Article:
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Japanese Art



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9 East 63rd Street
Floor 2
New York 10065

Monday-Friday, 11am-5pm

T (212) 288 2588

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Asia Week New York March 2023

Sueharu Fukami

March 16-24, 2023
Born in 1947 to a Kyoto family that manufactured porcelain tableware, Sueharu Fukami was exposed an early age to a variety of ceramic styles and working methods, experimenting widely before he developed a unique practice that has earned him a global reputation both for technical mastery and for single-minded pursuit of perfection in form and finish.

Fukami sometimes uses a potter's wheel, but the majority of his soaring, graceful abstract sculptures are created by forcing liquid porcelain clay under high pressure into large plaster molds which he uses to produce editions typically limited to eight casts, no two of them exactly alike. Once a cast is dry enough to be removed from its molds, Fukami scrapes and polishes it into its final shape before firing it in an electric kiln whose reducing (oxygen-starved) atmosphere enables him to coat his sculptures in seihakuji, a luminous bluish-white glaze originating in eleventh-century China. Every aspect of his work is meticulously planned in advance, especially the dynamic interaction of color and form through variations in glaze depth that produce subtle modulations in the seihakuji palette.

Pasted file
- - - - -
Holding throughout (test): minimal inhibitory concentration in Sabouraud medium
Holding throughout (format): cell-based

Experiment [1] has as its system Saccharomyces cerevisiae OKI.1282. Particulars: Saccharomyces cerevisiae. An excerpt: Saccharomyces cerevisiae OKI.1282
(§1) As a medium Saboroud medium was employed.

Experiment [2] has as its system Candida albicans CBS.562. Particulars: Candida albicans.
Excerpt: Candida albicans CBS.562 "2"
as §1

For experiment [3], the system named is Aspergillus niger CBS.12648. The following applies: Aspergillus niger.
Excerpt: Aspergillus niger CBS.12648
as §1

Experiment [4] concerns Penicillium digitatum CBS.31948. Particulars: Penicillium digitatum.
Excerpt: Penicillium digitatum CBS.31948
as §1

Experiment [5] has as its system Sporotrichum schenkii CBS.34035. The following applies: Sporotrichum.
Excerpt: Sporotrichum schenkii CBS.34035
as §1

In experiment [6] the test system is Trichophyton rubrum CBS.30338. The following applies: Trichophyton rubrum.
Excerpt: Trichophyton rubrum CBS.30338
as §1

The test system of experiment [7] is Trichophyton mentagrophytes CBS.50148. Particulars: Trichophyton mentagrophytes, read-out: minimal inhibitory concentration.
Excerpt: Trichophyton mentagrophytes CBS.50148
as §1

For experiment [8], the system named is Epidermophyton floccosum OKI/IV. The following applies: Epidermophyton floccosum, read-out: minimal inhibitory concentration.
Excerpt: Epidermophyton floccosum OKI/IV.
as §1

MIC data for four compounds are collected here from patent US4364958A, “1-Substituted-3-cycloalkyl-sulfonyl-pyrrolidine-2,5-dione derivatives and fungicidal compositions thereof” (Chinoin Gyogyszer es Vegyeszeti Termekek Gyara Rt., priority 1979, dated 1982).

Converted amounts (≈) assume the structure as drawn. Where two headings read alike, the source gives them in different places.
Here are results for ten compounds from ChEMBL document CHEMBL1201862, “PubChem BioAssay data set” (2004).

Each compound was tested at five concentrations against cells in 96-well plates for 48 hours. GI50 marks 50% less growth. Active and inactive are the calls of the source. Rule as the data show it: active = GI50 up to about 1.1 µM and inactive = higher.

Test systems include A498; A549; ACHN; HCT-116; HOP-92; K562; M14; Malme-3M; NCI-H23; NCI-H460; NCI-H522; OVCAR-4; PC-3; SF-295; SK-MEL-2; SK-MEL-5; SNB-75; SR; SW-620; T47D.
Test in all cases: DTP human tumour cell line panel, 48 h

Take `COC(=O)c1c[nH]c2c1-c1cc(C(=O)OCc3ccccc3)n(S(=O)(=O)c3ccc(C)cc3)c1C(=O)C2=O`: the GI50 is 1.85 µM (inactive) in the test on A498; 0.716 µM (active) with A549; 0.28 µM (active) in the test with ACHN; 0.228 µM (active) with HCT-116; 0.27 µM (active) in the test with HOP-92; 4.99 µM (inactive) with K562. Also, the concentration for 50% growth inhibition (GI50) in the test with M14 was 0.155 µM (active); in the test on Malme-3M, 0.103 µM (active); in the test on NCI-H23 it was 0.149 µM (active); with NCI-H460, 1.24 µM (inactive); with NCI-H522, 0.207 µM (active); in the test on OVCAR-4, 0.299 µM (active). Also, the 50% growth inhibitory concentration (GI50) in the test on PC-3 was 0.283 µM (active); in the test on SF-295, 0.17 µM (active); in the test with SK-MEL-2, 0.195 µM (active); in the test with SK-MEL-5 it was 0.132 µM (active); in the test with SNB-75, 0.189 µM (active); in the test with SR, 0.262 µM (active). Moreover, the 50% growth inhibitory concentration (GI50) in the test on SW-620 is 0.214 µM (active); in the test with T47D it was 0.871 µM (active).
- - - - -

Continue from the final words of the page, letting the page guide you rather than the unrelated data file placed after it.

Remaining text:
Fukami's artistic achievements have been recognized by a wide range of honors including the Grand Prize at the International Ceramic Exhibition at Faenza, Italy and two Gold Medals from the Japan Ceramics Society. His work is in private collections and museums all over the world including the National Museum of Modern Art, Tokyo; the British Museum and Victoria and Albert Museum, London; the Metropolitan Museum of Art, New York; the Art Institute of Chicago; the Museum of Fine Arts, Boston; the Minneapolis Institute of Arts; and many other American institutions.

Thomsen Gallery has enjoyed a close relationship with Sueharu Fukami for three decades, mounting successful solo exhibitions in 2008, 2014 and 2018. He continues to dazzle us with his perfectionism, his commitment to technical innovation, and his sophisticated, even aristocratic, artistic persona. His mature abstract style embodies a contemporary global vision, at the same reflecting a traditional Japanese disregard for the time and effort required to produce works of such uncompromising beauty.